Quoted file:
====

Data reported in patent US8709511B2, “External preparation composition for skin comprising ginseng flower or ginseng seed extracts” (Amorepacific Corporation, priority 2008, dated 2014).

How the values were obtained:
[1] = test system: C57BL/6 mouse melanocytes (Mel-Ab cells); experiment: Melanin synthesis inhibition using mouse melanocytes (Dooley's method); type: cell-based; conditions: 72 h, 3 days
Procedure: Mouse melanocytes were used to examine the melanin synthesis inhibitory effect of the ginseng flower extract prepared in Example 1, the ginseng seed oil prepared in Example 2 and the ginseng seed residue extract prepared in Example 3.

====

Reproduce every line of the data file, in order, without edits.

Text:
Data reported in patent US8709511B2, “External preparation composition for skin comprising ginseng flower or ginseng seed extracts” (Amorepacific Corporation, priority 2008, dated 2014).

How the values were obtained:
[1] = test system: C57BL/6 mouse melanocytes (Mel-Ab cells); experiment: Melanin synthesis inhibition using mouse melanocytes (Dooley's method); type: cell-based; conditions: 72 h, 3 days
Procedure: Mouse melanocytes were used to examine the melanin synthesis inhibitory effect of the ginseng flower extract prepared in Example 1, the ginseng seed oil prepared in Example 2 and the ginseng seed residue extract prepared in Example 3.